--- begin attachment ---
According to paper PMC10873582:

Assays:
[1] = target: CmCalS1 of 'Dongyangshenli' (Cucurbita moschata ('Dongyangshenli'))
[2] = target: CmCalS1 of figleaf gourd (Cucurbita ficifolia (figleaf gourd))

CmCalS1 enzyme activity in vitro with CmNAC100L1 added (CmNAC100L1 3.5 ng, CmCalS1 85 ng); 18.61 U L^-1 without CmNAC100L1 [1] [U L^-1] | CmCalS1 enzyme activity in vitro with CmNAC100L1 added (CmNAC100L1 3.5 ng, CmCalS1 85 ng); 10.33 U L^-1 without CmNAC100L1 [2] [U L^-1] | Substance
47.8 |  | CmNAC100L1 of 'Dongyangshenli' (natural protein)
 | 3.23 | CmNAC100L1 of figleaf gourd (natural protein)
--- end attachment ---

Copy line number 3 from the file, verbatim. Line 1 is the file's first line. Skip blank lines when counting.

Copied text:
[1] = target: CmCalS1 of 'Dongyangshenli' (Cucurbita moschata ('Dongyangshenli'))